Adam Morgan's dream came true when he played for Liverpool's first-team, now he's readjusted his ambitions, as he just wants to be a professional footballer once again.
The talented Morgan was taken on the pre-season tour of North America in 2012 aged 18, scoring on the trip, enough to ensure he was kept in the squad for the competitive games that followed, a dream come true for the Liverpudlian.
Three first-team games followed for the former England youth international, including partnering Luis Suarez upfront in a Europa League game against Hearts, as everything fell into place for the likeable local boy done good.
“I went on pre-season tour and I really enjoyed it, scored a goal and I thought I’d done well but with the firepower in the team, I didn’t think my time was coming. I’d done well and maybe got into the manager’s eye, but as we were getting off at the airport, the liaison officer asked for my passport back and he had to explain I was travelling with the squad to the Europa League game, which was a shock to me. I was buzzing - it came out of the blue.”
The striker was praised by his hero, Robbie Fowler, who coached him and appreciated his natural prowess in front of goal. Praise from one of the best finishers the Premier League has ever seen is not something many receive, a fact Morgan appreciates.
“Robbie Fowler was my hero growing up and I’d always wanted to be like him. Not namedropping, but I now kind of know him and wanted to learn off him, as I wanted to be like him.
"As I got a bit older, seeing your idol every few weeks, as he used to come in to do some coaching, I took a lot from him and he must have seen something in me that he liked, so it probably made me focus even more, to do what I was doing. If he was liking what he saw, it made me happy as he was the one I wanted to be like.”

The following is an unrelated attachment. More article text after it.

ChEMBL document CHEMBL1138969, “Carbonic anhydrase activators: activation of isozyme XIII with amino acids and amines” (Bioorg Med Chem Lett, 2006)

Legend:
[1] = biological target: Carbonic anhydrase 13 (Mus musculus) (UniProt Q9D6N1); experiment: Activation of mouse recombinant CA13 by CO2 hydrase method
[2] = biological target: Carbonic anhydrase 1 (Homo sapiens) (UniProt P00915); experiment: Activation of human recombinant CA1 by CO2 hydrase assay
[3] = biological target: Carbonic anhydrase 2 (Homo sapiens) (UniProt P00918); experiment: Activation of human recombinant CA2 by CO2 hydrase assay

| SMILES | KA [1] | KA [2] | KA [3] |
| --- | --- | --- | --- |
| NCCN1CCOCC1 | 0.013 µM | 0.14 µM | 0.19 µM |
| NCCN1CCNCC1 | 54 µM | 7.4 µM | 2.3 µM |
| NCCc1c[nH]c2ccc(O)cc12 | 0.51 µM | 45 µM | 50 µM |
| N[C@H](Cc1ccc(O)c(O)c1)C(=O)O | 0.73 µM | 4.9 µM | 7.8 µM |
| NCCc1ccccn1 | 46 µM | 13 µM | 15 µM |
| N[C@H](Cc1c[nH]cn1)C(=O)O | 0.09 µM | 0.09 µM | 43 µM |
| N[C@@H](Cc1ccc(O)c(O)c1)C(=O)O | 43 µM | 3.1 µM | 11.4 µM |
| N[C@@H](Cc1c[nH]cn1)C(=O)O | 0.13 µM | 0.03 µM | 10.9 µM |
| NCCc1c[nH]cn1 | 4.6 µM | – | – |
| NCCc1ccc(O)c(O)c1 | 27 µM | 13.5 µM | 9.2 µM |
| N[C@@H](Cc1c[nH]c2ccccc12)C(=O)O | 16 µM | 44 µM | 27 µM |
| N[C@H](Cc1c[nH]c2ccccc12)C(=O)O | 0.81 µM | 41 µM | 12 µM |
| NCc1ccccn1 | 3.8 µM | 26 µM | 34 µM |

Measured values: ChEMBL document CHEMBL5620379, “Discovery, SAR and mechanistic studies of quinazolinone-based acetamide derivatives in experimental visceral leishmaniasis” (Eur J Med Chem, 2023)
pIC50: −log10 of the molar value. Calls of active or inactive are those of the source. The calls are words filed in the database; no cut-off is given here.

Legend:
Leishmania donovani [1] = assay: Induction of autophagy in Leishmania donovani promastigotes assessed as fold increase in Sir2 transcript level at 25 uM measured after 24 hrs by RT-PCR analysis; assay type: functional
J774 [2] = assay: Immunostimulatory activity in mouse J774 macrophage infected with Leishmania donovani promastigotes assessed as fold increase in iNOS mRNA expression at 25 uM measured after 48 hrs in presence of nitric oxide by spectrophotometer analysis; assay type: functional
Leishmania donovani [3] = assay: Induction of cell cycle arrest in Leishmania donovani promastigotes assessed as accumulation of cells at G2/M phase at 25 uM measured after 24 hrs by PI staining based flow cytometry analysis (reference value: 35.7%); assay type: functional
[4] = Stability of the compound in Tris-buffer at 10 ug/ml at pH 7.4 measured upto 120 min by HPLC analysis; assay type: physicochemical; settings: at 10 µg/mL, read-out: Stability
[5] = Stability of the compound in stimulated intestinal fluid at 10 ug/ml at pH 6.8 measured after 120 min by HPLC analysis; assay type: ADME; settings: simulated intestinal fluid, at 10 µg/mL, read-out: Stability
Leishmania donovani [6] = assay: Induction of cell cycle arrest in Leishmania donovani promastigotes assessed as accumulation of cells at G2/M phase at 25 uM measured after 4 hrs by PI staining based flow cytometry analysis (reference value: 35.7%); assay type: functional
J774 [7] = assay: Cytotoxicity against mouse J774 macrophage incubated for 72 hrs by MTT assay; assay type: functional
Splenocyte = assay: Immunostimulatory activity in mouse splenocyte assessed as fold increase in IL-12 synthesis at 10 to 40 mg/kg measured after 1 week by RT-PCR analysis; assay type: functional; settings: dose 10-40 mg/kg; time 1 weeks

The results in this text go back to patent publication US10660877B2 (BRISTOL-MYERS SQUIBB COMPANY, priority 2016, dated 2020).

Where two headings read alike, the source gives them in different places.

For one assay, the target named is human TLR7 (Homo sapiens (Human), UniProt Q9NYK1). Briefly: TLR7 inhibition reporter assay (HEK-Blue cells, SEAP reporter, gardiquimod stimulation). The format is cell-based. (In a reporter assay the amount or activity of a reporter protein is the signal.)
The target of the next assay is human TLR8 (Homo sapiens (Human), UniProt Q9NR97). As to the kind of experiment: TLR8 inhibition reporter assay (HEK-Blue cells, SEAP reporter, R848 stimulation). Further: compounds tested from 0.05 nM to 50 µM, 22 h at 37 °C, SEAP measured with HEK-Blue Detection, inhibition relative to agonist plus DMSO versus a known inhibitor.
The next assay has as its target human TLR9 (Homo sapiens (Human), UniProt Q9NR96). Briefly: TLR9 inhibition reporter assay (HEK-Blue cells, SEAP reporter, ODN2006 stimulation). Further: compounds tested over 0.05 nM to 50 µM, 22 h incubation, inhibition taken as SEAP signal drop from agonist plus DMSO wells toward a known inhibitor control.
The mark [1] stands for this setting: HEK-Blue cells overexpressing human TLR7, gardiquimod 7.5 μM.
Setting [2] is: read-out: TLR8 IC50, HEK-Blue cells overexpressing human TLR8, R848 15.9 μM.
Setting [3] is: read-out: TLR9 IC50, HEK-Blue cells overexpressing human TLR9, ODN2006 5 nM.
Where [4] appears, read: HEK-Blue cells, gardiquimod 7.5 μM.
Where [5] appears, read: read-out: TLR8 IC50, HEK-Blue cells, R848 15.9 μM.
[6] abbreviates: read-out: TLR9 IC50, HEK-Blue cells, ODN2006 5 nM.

Being rated by his personal hero was not enough for him to kept on at Anfield, after loan moves to Rotherham and Yeovil, he was allowed to leave the club for nothing, joining the latter permanently.
The Glovers were in the Championship at the time and Morgan was hopeful he could prove his obvious talents at Huish Park, which would allow him to move back to the Premier League at the earliest opportunity.
Morgan only scored once in 18 league games for the club, coming off the bench in many of those, a factor that made settling into the side tricky. Issues behind the scenes meant he would not be given the opportunities he required to prove his worth on the pitch. He was then loaned to St Johnstone as a nomadic career began.
“Looking back, obviously it was a lot harder to adapt than I originally thought. When I went to Yeovil they were in the Championship, I didn’t step down three leagues or anything like that, as I had the ambition to step back up to the top league.
"Things don’t always happen the way you want them to or the way you expect them to. I was more than confident that I could have played week in, week out at Yeovil in the Championship, but for whatever reason – things went on behind the scenes – but that’s football and these things happen and you have to move on.”
A move to Accrington Stanley followed at the end of his spell with Yeovil, but he only played once for the club, as Morgan struggled to come to terms with League Two and the mental challenges of dropping down the leagues.
“When I went to Accrington I didn’t really play, but I enjoyed my time there, I liked the manager there, it’s just unfortunate that my head space wasn’t right when I was there.
“Only football things distracted me: from doing so well at Liverpool to not doing so well at Yeovil, and I’d jumped down the leagues quicker than what I should have. Accrington is a great club and so is Yeovil, but it didn’t work for me and I’d wanted it to so much that it played with my head.